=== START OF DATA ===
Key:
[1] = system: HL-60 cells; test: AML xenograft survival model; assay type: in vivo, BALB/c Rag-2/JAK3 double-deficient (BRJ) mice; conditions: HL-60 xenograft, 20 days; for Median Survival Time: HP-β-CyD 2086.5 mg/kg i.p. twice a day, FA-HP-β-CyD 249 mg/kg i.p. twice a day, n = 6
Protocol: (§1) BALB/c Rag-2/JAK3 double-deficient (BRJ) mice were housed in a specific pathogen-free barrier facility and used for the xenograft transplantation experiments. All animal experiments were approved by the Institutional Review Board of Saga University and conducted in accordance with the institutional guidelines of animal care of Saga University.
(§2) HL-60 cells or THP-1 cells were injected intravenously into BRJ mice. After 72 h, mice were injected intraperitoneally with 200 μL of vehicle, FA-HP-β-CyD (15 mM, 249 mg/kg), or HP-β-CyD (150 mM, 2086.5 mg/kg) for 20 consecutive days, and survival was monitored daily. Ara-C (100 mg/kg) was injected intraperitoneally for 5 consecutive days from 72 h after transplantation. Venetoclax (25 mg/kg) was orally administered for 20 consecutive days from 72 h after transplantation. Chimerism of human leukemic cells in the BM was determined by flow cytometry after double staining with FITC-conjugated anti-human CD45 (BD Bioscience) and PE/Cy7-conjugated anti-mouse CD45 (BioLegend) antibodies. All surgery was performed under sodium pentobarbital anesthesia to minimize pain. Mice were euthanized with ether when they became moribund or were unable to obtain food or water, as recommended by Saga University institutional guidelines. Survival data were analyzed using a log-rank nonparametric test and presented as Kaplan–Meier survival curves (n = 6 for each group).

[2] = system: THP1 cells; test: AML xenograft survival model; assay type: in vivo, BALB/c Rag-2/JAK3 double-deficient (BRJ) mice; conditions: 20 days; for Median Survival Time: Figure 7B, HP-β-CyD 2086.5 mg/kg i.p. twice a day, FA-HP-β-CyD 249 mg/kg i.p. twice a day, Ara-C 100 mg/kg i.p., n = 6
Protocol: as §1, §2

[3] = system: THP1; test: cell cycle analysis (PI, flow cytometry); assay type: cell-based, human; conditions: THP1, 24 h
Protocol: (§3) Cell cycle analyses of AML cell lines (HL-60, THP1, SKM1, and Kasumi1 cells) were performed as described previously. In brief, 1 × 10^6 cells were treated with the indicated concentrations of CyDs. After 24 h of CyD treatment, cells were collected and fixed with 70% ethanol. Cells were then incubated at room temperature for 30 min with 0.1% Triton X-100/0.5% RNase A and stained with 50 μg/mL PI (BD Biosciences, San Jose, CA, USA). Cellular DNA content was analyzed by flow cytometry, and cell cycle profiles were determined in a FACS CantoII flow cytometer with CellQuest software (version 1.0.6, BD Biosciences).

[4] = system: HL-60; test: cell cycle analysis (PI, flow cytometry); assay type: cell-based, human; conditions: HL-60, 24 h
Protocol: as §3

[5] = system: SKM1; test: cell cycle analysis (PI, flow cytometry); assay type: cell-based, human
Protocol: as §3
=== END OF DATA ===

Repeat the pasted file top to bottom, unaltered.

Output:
Key:
[1] = system: HL-60 cells; test: AML xenograft survival model; assay type: in vivo, BALB/c Rag-2/JAK3 double-deficient (BRJ) mice; conditions: HL-60 xenograft, 20 days; for Median Survival Time: HP-β-CyD 2086.5 mg/kg i.p. twice a day, FA-HP-β-CyD 249 mg/kg i.p. twice a day, n = 6
Protocol: (§1) BALB/c Rag-2/JAK3 double-deficient (BRJ) mice were housed in a specific pathogen-free barrier facility and used for the xenograft transplantation experiments. All animal experiments were approved by the Institutional Review Board of Saga University and conducted in accordance with the institutional guidelines of animal care of Saga University.
(§2) HL-60 cells or THP-1 cells were injected intravenously into BRJ mice. After 72 h, mice were injected intraperitoneally with 200 μL of vehicle, FA-HP-β-CyD (15 mM, 249 mg/kg), or HP-β-CyD (150 mM, 2086.5 mg/kg) for 20 consecutive days, and survival was monitored daily. Ara-C (100 mg/kg) was injected intraperitoneally for 5 consecutive days from 72 h after transplantation. Venetoclax (25 mg/kg) was orally administered for 20 consecutive days from 72 h after transplantation. Chimerism of human leukemic cells in the BM was determined by flow cytometry after double staining with FITC-conjugated anti-human CD45 (BD Bioscience) and PE/Cy7-conjugated anti-mouse CD45 (BioLegend) antibodies. All surgery was performed under sodium pentobarbital anesthesia to minimize pain. Mice were euthanized with ether when they became moribund or were unable to obtain food or water, as recommended by Saga University institutional guidelines. Survival data were analyzed using a log-rank nonparametric test and presented as Kaplan–Meier survival curves (n = 6 for each group).

[2] = system: THP1 cells; test: AML xenograft survival model; assay type: in vivo, BALB/c Rag-2/JAK3 double-deficient (BRJ) mice; conditions: 20 days; for Median Survival Time: Figure 7B, HP-β-CyD 2086.5 mg/kg i.p. twice a day, FA-HP-β-CyD 249 mg/kg i.p. twice a day, Ara-C 100 mg/kg i.p., n = 6
Protocol: as §1, §2

[3] = system: THP1; test: cell cycle analysis (PI, flow cytometry); assay type: cell-based, human; conditions: THP1, 24 h
Protocol: (§3) Cell cycle analyses of AML cell lines (HL-60, THP1, SKM1, and Kasumi1 cells) were performed as described previously. In brief, 1 × 10^6 cells were treated with the indicated concentrations of CyDs. After 24 h of CyD treatment, cells were collected and fixed with 70% ethanol. Cells were then incubated at room temperature for 30 min with 0.1% Triton X-100/0.5% RNase A and stained with 50 μg/mL PI (BD Biosciences, San Jose, CA, USA). Cellular DNA content was analyzed by flow cytometry, and cell cycle profiles were determined in a FACS CantoII flow cytometer with CellQuest software (version 1.0.6, BD Biosciences).

[4] = system: HL-60; test: cell cycle analysis (PI, flow cytometry); assay type: cell-based, human; conditions: HL-60, 24 h
Protocol: as §3

[5] = system: SKM1; test: cell cycle analysis (PI, flow cytometry); assay type: cell-based, human
Protocol: as §3